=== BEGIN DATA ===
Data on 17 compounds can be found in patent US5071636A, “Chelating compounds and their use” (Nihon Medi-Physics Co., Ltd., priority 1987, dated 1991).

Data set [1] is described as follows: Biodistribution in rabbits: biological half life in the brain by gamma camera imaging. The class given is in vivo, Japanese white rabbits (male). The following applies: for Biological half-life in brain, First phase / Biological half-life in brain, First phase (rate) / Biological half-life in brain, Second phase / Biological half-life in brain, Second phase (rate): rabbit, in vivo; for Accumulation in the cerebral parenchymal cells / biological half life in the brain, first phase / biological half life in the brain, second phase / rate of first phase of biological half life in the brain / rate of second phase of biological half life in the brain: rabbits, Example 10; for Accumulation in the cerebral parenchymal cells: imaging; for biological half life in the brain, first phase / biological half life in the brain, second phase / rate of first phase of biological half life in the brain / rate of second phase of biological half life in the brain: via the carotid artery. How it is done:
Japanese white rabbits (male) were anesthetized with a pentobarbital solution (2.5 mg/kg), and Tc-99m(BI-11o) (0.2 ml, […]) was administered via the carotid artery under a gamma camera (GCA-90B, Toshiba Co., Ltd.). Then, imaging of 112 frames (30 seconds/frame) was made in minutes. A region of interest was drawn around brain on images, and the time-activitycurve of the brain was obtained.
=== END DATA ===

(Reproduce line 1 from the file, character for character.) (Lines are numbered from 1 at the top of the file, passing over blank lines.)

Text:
Data on 17 compounds can be found in patent US5071636A, “Chelating compounds and their use” (Nihon Medi-Physics Co., Ltd., priority 1987, dated 1991).